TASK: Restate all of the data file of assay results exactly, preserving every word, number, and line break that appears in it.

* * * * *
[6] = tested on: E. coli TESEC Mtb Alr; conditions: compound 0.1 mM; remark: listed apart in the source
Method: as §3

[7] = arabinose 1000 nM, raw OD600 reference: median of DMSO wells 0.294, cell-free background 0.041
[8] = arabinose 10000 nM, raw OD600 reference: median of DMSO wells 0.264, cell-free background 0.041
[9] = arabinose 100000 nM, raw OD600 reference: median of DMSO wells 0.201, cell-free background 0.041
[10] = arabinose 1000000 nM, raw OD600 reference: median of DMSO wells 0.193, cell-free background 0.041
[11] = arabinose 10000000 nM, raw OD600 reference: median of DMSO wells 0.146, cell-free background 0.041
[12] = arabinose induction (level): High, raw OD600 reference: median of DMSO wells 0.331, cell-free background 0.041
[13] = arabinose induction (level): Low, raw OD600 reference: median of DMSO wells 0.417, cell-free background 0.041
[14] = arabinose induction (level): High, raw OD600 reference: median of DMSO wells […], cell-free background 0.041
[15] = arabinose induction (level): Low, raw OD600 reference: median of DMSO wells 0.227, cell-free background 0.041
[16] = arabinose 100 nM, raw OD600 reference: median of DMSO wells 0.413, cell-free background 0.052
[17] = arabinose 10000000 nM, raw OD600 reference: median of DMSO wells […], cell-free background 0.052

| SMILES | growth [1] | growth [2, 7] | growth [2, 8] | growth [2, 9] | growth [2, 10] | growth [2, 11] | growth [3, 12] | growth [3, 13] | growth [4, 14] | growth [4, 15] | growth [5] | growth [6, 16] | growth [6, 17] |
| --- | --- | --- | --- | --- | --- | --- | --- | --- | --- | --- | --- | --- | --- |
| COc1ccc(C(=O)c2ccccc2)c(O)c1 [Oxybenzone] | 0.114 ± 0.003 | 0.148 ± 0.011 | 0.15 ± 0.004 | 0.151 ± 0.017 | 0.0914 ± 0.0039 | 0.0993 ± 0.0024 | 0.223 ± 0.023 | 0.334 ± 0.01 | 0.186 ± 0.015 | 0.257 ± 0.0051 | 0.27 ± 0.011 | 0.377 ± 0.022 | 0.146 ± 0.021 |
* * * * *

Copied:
[6] = tested on: E. coli TESEC Mtb Alr; conditions: compound 0.1 mM; remark: listed apart in the source
Method: as §3

[7] = arabinose 1000 nM, raw OD600 reference: median of DMSO wells 0.294, cell-free background 0.041
[8] = arabinose 10000 nM, raw OD600 reference: median of DMSO wells 0.264, cell-free background 0.041
[9] = arabinose 100000 nM, raw OD600 reference: median of DMSO wells 0.201, cell-free background 0.041
[10] = arabinose 1000000 nM, raw OD600 reference: median of DMSO wells 0.193, cell-free background 0.041
[11] = arabinose 10000000 nM, raw OD600 reference: median of DMSO wells 0.146, cell-free background 0.041
[12] = arabinose induction (level): High, raw OD600 reference: median of DMSO wells 0.331, cell-free background 0.041
[13] = arabinose induction (level): Low, raw OD600 reference: median of DMSO wells 0.417, cell-free background 0.041
[14] = arabinose induction (level): High, raw OD600 reference: median of DMSO wells […], cell-free background 0.041
[15] = arabinose induction (level): Low, raw OD600 reference: median of DMSO wells 0.227, cell-free background 0.041
[16] = arabinose 100 nM, raw OD600 reference: median of DMSO wells 0.413, cell-free background 0.052
[17] = arabinose 10000000 nM, raw OD600 reference: median of DMSO wells […], cell-free background 0.052

| SMILES | growth [1] | growth [2, 7] | growth [2, 8] | growth [2, 9] | growth [2, 10] | growth [2, 11] | growth [3, 12] | growth [3, 13] | growth [4, 14] | growth [4, 15] | growth [5] | growth [6, 16] | growth [6, 17] |
| --- | --- | --- | --- | --- | --- | --- | --- | --- | --- | --- | --- | --- | --- |
| COc1ccc(C(=O)c2ccccc2)c(O)c1 [Oxybenzone] | 0.114 ± 0.003 | 0.148 ± 0.011 | 0.15 ± 0.004 | 0.151 ± 0.017 | 0.0914 ± 0.0039 | 0.0993 ± 0.0024 | 0.223 ± 0.023 | 0.334 ± 0.01 | 0.186 ± 0.015 | 0.257 ± 0.0051 | 0.27 ± 0.011 | 0.377 ± 0.022 | 0.146 ± 0.021 |